LAS VEGAS, Nev. (FOX5) – A real estate agent was attacked after the suspect entered the model home she was showing, according to an arrest report by Las Vegas Metropolitan Police.

Richy Cervantes faces charges of home invasion, attempted sexual assault, lewdness, battery and kidnapping after the incident on July 11 at an undisclosed neighborhood.

According to police, a real estate agent was working at a model home and showing the home to potential buyers. The agent said a man was walking around the model home acting suspicious and unlocking windows inside the home, the report said.

After the man left, the real estate agent locked the front door and windows of the model home before calling the police and reporting the suspicious man, the report said. Then the agent called a coworker, explained the situation and asked him to join her on-site.

While the agent was on the phone with her coworker, the suspect returned to the home and was trying to get back inside, the report said. The woman hid in a closet and stayed on the phone with her coworker.

The suspect then broke a window and entered the home, according to the arrest report, and found the victim hiding. The woman said the man dragged her out of the closet and pinned her down, the report said. The man made threatening comments toward her before performing a lewd act, the report said.

Police used a sledgehammer to bust open the front door and took the suspect into custody, the report said. Police identified the suspect in the report as Cervantes.

According to court records, Cervantes is being held without bail. His next court hearing was set for July 19.

Las Vegas police said they are looking for any additional victims of Cervantes.

Carl Carter’s mom Beverly, was a real estate broker. In 2014, she was kidnapped and murdered by a man and woman posing as clients.

“They tricked her into believing that they were interested in buying a home and it was at a showing that they kidnapped my mom with the intention of holding her for ransom and when their plan didn’t go as they thought it would they tragically, horribly, ended my sweet mom’s life,” Carter said.

He founded the non-profit organization Beverly Carter Foundation to raise awareness of real estate agent safety.

“It’s all very compelling and in a lot of ways kind of glamorous at times. So you don’t think about the professionals that are in this industry they’re showing these homes and so often they’re doing so with people they barely know at all. And with that – there are risks,” Carter said.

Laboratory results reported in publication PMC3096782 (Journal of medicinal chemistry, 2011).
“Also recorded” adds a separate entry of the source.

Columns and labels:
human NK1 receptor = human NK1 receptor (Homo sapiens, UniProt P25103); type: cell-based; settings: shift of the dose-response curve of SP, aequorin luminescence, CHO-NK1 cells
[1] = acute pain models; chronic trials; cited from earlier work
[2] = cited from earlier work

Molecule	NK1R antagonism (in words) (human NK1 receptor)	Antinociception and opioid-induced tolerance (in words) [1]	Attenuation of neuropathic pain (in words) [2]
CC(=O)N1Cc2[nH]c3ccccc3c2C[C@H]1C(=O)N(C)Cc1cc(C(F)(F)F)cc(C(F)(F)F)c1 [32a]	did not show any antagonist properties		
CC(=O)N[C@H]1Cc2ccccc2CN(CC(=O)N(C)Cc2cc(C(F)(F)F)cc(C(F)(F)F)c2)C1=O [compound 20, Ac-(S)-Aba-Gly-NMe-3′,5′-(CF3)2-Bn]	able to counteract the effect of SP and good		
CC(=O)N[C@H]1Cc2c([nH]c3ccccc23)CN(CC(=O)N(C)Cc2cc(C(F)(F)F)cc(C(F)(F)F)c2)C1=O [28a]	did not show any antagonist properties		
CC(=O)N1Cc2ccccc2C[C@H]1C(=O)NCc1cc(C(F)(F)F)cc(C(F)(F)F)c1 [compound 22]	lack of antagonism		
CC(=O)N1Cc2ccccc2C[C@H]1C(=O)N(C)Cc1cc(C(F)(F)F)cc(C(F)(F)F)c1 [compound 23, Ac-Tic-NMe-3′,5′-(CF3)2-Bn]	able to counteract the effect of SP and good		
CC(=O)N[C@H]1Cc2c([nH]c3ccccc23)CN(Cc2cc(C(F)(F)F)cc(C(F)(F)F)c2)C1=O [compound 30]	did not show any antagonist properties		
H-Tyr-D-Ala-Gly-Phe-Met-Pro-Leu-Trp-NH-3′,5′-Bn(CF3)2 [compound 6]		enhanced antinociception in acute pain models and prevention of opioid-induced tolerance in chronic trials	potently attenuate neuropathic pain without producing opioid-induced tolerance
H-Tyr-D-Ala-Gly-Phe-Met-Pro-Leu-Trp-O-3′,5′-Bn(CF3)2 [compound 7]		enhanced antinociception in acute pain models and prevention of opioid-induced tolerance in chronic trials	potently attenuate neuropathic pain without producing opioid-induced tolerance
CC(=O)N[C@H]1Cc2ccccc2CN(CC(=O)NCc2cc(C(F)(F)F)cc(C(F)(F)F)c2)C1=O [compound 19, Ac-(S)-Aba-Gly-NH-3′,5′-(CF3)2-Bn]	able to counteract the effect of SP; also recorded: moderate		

He said women are the majority in this profession.

“66% of real estate agents are females across the country and just being a female in this digital age and in an industry, you have to market yourself and the services you provide that – unfortunately, brings negative attention,” Carter said.

Carter said this agent did everything right considering she was alone.

“But as we see in this particular story and it’s through no fault of her own but real life happens, and it’s not always possible to have a second person. 6:59 So then what do you do right? You do much like what this precious agent did and that was paying attention to surroundings not camping out you know in a spot of the house where you cant see what’s going on with your face in your cellphone,” Carter said.

Melissa Fama-Flis, Vice President of Marketing for Coldwell Banker Premier Realty, said they try to establish healthy safety habits with their agents.

“We always tell our agents to – when showing the property to bring the client into the office first and have them meet us here. That way we’re able to take a copy of their ID and we can make sure they have a pre-qualification letter from their lender,” Fama-Flis said.

Next month a Las Vegas Police officer will be visiting the office to do a workshop about agent safety. This was already scheduled before this incident happened.

Fama-Flis shared other safety protocols to keep in mind.

“Always be aware of your surroundings and have an exit strategy so if you can’t get to the front door- how do you get to the back door? Or what’s the quickest way to get to the street? Don’t park in the driveway because someone can block you in. Always make sure your cellphone is fully charged,” Fama-Flis said.

She credits the real state agent who was attacked for listening to her instinct.

“Thank goodness that she listened to her gut instinct because if she had not taken action when she did and made the phone calls that she did the police may have not arrived in time so that’s the most important thing. If somebody is making you uncomfortable then you need to take action and not ignore that instinct or that gut feeling,” Fama-Flis said.

By TerBaru